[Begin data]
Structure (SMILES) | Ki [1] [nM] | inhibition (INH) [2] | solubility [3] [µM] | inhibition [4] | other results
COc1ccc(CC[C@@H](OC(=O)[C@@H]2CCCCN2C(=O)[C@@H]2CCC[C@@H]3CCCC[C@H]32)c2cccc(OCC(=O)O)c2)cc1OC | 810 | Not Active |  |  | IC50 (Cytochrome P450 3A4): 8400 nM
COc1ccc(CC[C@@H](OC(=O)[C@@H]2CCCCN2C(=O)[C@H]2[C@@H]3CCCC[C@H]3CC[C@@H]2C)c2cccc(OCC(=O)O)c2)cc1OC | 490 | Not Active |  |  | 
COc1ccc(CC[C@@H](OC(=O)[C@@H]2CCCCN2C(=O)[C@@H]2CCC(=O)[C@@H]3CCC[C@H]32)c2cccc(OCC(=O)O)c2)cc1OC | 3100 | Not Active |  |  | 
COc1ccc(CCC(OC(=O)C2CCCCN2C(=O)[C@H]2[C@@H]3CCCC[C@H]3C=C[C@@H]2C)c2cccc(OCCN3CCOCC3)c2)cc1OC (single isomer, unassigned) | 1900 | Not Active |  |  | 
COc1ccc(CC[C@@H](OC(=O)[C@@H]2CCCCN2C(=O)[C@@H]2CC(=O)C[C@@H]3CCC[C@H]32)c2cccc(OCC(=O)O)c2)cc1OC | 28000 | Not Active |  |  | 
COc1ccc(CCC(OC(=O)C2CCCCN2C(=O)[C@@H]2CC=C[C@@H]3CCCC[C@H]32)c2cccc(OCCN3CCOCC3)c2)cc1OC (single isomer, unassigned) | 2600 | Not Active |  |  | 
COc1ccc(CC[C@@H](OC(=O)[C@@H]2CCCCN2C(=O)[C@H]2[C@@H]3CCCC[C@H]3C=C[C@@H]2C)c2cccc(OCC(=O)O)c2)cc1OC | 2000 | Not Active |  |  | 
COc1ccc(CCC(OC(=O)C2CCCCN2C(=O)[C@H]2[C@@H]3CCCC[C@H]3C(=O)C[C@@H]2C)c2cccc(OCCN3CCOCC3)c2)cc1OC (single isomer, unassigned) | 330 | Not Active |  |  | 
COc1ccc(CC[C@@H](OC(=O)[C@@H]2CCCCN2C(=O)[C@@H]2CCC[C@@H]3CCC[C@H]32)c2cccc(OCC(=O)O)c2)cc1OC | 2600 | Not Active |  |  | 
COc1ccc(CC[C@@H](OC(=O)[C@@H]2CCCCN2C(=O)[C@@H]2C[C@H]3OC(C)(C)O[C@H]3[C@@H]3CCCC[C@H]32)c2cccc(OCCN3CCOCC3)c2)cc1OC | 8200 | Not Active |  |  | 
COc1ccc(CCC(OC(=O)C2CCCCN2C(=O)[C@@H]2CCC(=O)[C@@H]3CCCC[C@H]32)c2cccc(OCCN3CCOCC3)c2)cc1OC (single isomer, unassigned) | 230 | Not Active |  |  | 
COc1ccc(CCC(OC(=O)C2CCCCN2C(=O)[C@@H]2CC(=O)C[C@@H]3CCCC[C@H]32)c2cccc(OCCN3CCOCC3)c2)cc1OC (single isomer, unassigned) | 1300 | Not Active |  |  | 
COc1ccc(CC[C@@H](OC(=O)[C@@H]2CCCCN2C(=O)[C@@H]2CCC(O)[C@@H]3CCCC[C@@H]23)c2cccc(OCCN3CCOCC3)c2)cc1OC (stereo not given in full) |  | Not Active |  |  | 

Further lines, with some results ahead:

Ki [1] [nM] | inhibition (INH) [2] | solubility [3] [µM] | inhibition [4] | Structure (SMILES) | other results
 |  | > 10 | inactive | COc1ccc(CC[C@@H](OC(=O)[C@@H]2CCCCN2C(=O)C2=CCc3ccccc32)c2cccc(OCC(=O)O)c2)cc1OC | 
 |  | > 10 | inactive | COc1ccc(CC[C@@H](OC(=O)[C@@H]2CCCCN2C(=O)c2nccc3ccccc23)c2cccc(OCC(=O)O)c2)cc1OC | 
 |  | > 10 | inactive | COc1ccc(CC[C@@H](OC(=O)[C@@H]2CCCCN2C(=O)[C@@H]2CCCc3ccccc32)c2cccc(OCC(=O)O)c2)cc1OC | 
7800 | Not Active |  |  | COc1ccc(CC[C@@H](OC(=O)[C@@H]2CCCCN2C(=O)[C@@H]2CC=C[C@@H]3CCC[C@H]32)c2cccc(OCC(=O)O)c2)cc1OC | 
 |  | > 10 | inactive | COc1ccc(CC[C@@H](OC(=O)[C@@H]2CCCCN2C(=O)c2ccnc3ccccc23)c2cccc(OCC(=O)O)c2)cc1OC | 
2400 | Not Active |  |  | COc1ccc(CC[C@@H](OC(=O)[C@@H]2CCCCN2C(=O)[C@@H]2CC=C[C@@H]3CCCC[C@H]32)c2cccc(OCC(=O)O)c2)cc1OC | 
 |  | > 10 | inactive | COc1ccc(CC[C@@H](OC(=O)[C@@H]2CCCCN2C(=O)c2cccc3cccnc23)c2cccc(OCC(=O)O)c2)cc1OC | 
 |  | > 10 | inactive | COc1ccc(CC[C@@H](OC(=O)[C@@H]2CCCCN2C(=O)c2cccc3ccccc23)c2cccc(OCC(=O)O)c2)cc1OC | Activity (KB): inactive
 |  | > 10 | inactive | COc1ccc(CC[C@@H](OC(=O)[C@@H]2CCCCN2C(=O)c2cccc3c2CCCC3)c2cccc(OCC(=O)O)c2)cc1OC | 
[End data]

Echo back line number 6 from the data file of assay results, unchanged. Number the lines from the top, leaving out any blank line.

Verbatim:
COc1ccc(CC[C@@H](OC(=O)[C@@H]2CCCCN2C(=O)[C@@H]2CC(=O)C[C@@H]3CCC[C@H]32)c2cccc(OCC(=O)O)c2)cc1OC | 28000 | Not Active |  |  | 